At 78 minutes, it’s hard to take offence at most of The Desert Bride’s shortcomings, which are largely outweighed by the beguiling charm of its light, romantic storyline. It follows Chilean actress Pauline Garcia as Teresa, a maid who’s making a pilgrimage across Argentina to San Juan. Her bus breaks down in a small market, where she runs into El Gringo (Claudio Rissi), a dress merchant with an insistent – if not entirely unwelcome – way of hooking in customers. Yet when an incoming storm prompts the market to disband, she realises that she has left her bag in Gringo’s camper van; and thus sets off on another journey to recover it.
With her backstory spelled out in brief flashbacks, Teresa initially presents herself as frustrating, withdrawn character. But when she seeks out El Gringo, and the two set off on a road trip across the local territory, her outer shell is chipped away, and we warm to her. The two have a nice chemistry, and the blossoming of romance – combined with the tender scenes between Gringo and his clients, including his father – is The Desert Bride’s most winning quality.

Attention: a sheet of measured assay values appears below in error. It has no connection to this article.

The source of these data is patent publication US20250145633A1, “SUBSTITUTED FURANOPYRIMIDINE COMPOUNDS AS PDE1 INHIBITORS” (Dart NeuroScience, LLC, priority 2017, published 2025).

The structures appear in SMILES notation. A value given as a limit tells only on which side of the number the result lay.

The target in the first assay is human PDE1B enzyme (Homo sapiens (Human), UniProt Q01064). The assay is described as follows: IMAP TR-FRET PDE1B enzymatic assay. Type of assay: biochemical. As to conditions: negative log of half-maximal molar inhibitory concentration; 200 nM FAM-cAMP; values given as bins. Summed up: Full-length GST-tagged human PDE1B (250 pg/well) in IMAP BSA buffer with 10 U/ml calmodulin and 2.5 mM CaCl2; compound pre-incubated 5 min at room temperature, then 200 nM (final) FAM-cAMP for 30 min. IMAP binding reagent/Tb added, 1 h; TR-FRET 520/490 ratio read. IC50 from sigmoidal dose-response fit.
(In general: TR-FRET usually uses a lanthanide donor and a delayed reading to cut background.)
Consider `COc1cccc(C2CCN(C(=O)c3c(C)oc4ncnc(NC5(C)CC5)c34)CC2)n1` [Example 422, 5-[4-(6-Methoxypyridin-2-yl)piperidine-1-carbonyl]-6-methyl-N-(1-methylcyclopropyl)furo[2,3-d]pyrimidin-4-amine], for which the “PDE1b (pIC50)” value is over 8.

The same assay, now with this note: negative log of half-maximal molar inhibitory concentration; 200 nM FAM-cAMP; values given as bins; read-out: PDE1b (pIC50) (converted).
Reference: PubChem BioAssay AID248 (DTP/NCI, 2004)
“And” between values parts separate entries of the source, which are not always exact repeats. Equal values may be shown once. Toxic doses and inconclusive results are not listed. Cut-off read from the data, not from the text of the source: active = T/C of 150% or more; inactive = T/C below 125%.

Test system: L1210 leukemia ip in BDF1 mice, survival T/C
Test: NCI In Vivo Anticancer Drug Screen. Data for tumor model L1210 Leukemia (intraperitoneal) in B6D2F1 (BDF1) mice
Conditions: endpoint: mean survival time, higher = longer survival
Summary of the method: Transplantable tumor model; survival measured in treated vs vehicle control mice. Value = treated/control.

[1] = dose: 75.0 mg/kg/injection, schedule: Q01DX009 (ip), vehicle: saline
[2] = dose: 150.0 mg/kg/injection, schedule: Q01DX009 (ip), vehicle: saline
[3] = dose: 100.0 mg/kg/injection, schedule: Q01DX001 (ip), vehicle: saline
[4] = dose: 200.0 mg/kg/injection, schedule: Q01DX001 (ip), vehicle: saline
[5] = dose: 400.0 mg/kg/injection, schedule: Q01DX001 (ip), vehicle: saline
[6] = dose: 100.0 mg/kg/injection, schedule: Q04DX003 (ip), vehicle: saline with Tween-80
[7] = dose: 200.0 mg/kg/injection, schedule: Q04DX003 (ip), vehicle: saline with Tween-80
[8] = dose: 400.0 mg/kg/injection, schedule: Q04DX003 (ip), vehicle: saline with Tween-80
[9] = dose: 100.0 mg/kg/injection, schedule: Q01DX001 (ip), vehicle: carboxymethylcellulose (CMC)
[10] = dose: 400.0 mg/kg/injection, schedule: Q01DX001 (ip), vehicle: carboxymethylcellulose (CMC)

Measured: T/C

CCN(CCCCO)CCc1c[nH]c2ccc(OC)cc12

There’s also a nice sense of regional specificity; along the road are piles of water bottles in a shrine-like formation, offerings to a saint never recognised by the church. And the tale of the immigrant, travelling across a desolate land in search of home, is universally resonant. Some of the cinematography is too blurry and weak for its own good, and its ending is rather unsatisfying; still, it’s a rather charming short story.
La Novia del Desierto (The Desert Bride) does not have a UK release date yet.
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Watch some clips from La Novia del Desierto (The Desert Bride) here: